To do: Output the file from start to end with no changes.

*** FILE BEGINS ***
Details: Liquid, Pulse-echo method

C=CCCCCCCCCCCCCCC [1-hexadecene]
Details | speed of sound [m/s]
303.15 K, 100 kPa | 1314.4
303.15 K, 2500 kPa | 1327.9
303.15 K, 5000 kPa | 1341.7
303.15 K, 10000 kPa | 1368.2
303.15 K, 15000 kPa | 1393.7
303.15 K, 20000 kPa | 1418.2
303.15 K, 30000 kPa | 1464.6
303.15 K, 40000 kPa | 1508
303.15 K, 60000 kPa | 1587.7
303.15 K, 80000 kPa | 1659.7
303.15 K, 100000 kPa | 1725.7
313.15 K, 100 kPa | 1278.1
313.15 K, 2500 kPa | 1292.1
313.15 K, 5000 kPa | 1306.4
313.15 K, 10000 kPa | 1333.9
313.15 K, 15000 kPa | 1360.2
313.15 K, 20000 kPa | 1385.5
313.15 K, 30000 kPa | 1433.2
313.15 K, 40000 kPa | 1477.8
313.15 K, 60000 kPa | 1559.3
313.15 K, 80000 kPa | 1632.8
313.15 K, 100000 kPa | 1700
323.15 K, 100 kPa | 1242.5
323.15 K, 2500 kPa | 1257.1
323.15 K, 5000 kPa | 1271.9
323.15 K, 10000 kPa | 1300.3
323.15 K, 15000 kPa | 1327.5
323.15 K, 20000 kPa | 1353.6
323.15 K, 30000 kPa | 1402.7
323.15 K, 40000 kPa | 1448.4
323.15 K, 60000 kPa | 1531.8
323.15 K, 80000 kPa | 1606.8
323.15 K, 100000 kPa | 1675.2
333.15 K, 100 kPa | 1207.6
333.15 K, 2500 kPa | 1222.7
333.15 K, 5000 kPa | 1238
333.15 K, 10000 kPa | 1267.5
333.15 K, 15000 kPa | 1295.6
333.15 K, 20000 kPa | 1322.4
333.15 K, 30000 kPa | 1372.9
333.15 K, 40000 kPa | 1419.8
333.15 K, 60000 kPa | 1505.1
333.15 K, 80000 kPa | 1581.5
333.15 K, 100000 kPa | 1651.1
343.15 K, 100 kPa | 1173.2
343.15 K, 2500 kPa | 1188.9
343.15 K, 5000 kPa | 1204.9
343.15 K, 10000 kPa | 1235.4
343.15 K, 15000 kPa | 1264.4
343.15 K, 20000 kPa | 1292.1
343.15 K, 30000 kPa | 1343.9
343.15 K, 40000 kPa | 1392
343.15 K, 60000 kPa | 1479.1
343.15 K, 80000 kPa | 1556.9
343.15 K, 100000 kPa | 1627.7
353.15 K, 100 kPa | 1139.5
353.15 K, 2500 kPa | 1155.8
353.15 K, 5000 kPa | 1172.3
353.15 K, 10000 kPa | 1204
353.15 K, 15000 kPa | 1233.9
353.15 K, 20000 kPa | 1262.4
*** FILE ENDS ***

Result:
Details: Liquid, Pulse-echo method

C=CCCCCCCCCCCCCCC [1-hexadecene]
Details | speed of sound [m/s]
303.15 K, 100 kPa | 1314.4
303.15 K, 2500 kPa | 1327.9
303.15 K, 5000 kPa | 1341.7
303.15 K, 10000 kPa | 1368.2
303.15 K, 15000 kPa | 1393.7
303.15 K, 20000 kPa | 1418.2
303.15 K, 30000 kPa | 1464.6
303.15 K, 40000 kPa | 1508
303.15 K, 60000 kPa | 1587.7
303.15 K, 80000 kPa | 1659.7
303.15 K, 100000 kPa | 1725.7
313.15 K, 100 kPa | 1278.1
313.15 K, 2500 kPa | 1292.1
313.15 K, 5000 kPa | 1306.4
313.15 K, 10000 kPa | 1333.9
313.15 K, 15000 kPa | 1360.2
313.15 K, 20000 kPa | 1385.5
313.15 K, 30000 kPa | 1433.2
313.15 K, 40000 kPa | 1477.8
313.15 K, 60000 kPa | 1559.3
313.15 K, 80000 kPa | 1632.8
313.15 K, 100000 kPa | 1700
323.15 K, 100 kPa | 1242.5
323.15 K, 2500 kPa | 1257.1
323.15 K, 5000 kPa | 1271.9
323.15 K, 10000 kPa | 1300.3
323.15 K, 15000 kPa | 1327.5
323.15 K, 20000 kPa | 1353.6
323.15 K, 30000 kPa | 1402.7
323.15 K, 40000 kPa | 1448.4
323.15 K, 60000 kPa | 1531.8
323.15 K, 80000 kPa | 1606.8
323.15 K, 100000 kPa | 1675.2
333.15 K, 100 kPa | 1207.6
333.15 K, 2500 kPa | 1222.7
333.15 K, 5000 kPa | 1238
333.15 K, 10000 kPa | 1267.5
333.15 K, 15000 kPa | 1295.6
333.15 K, 20000 kPa | 1322.4
333.15 K, 30000 kPa | 1372.9
333.15 K, 40000 kPa | 1419.8
333.15 K, 60000 kPa | 1505.1
333.15 K, 80000 kPa | 1581.5
333.15 K, 100000 kPa | 1651.1
343.15 K, 100 kPa | 1173.2
343.15 K, 2500 kPa | 1188.9
343.15 K, 5000 kPa | 1204.9
343.15 K, 10000 kPa | 1235.4
343.15 K, 15000 kPa | 1264.4
343.15 K, 20000 kPa | 1292.1
343.15 K, 30000 kPa | 1343.9
343.15 K, 40000 kPa | 1392
343.15 K, 60000 kPa | 1479.1
343.15 K, 80000 kPa | 1556.9
343.15 K, 100000 kPa | 1627.7
353.15 K, 100 kPa | 1139.5
353.15 K, 2500 kPa | 1155.8
353.15 K, 5000 kPa | 1172.3
353.15 K, 10000 kPa | 1204
353.15 K, 15000 kPa | 1233.9
353.15 K, 20000 kPa | 1262.4